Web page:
Warning Signs of Drug Use in Children
Knowing that drugs exist and may at some point enter your child’s life can be a scary thing to have to accept. The fact is, most parents want their children to stay away from drugs while they are growing up. But sometimes this is just not the case. Even if a child does start experimenting with drugs, it is highly unlikely that they will walk up and announce the fact. Most children would not even admit that they had seen drugs being used or passed around them. More or less that they had tried such a thing. This is why it is important to both keep the dialogue between yourself and your children open. Moreover, to be aware of the warning signs of drug use in children.
The warning signs of drug use in children is much like that of an adult. But on a younger, age appropriate level. Things such as spending massive amounts of time alone when at home can be a sign of drug use. Though this can also be a sign of other things, such as depression. Therefore, it should not be taken as a sign alone. Another sign is a sudden change in the style of dress. This is separate from trying to find one’s own style. If your child suddenly resists requests for better grooming and hygiene, a cleaner room, or even getting a haircut, it could be a red flag. These paired with secretiveness can signal a problem, though it is not always drugs and alcohol.
If your child or teenager starts spending more time away from home, staying out late, and hiding his or her friends then there is room for concern. The same holds true if they stop talking to trusted adults or yourself and start blaming any issues on you or an invasion of privacy. While not all of these happen to all children who experiment, they are red flags that deserve further investigation and discussion.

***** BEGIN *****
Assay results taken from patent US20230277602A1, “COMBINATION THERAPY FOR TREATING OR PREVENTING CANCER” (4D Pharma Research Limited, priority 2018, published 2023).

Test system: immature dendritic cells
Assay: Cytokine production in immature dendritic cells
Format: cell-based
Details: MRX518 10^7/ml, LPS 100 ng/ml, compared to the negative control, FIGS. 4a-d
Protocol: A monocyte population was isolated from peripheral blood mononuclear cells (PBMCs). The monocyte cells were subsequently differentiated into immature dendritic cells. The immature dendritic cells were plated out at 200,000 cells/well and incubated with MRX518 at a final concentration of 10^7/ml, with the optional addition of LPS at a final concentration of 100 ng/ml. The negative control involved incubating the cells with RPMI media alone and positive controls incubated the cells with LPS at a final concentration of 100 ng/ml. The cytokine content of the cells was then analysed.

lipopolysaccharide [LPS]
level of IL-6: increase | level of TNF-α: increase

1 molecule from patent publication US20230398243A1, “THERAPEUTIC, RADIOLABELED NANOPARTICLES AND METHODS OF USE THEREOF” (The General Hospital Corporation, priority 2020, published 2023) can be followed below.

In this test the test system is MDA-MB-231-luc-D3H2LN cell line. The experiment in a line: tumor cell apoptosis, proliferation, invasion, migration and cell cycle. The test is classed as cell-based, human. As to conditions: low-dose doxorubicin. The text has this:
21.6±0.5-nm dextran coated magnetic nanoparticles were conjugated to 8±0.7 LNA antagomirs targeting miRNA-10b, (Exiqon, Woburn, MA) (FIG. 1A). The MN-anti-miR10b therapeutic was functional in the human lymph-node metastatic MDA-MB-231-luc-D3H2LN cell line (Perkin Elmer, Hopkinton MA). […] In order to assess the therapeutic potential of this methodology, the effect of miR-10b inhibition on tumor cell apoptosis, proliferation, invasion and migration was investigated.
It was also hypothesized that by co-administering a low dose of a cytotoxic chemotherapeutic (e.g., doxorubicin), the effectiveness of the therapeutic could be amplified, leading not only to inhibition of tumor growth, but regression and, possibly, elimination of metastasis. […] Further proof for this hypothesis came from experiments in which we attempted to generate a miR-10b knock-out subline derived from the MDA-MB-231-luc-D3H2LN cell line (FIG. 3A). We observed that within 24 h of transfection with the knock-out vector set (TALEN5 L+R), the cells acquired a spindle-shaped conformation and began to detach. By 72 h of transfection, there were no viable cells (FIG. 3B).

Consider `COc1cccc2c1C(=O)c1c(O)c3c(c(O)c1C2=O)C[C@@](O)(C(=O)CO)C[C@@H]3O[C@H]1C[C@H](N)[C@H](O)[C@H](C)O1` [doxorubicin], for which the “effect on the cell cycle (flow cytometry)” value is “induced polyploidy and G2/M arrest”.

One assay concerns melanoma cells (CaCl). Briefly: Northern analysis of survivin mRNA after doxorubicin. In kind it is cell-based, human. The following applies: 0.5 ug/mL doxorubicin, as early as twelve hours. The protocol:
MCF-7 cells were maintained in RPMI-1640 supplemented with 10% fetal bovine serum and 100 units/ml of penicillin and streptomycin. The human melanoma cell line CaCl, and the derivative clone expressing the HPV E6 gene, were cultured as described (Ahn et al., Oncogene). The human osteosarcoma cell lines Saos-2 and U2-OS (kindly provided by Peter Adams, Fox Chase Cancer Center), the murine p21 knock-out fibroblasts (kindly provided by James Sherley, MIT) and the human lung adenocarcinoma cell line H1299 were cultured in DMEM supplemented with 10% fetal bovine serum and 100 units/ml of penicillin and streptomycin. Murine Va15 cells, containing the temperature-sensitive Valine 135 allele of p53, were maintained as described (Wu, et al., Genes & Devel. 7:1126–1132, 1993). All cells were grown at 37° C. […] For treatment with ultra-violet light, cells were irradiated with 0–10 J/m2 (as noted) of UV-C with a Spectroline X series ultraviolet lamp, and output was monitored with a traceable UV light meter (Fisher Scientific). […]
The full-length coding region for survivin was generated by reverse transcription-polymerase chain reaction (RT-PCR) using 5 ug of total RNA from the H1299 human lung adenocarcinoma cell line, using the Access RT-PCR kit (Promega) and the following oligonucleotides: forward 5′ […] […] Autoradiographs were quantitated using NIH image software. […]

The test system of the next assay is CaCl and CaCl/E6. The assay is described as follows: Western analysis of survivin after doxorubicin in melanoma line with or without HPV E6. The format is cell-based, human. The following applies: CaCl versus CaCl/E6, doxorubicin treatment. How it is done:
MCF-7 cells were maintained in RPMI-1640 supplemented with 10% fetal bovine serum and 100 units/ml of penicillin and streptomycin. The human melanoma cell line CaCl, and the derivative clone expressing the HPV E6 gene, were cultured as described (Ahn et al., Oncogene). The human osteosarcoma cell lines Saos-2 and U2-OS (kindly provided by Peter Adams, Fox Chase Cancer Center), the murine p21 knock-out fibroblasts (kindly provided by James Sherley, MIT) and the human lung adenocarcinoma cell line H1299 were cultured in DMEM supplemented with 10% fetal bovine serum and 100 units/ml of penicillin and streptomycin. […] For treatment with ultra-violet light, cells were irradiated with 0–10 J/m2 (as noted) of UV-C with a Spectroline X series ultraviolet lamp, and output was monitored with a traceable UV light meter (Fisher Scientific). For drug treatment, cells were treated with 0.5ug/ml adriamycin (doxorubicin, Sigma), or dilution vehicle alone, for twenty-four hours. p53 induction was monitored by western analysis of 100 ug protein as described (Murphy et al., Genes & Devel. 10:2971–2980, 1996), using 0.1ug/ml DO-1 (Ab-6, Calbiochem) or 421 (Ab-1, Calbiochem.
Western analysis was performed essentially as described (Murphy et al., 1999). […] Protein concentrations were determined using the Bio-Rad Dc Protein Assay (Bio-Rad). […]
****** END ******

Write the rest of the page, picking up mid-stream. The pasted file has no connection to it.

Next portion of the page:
What to Do
If you suspect or know your child is experimenting with drugs and alcohol it is not a problem that should be ignored. Start by monitoring your child’s coming and going as well as checking pockets, backpacks, and drawers. Set boundaries and curfews with enforceable consequences for breaking them. Your child may be frustrated or angry, but this is nothing compared to a lifetime of addiction. At some point they will realize that it is out of caring and concern, but this will only come as you continue to have an open conversation about drugs. Just remember to talk and listen as you have this dialogue.
Finally, know that your child is not immune. Addiction is no respecter of age, class, gender, or otherwise. A good family and caring parents do not shield children from the world of addiction. Prepare your child to say no and to come to you if they need help. If your child is already addicted, then seek professional help immediately. The sooner help can be found, the better chance your child has at an addiction free future.
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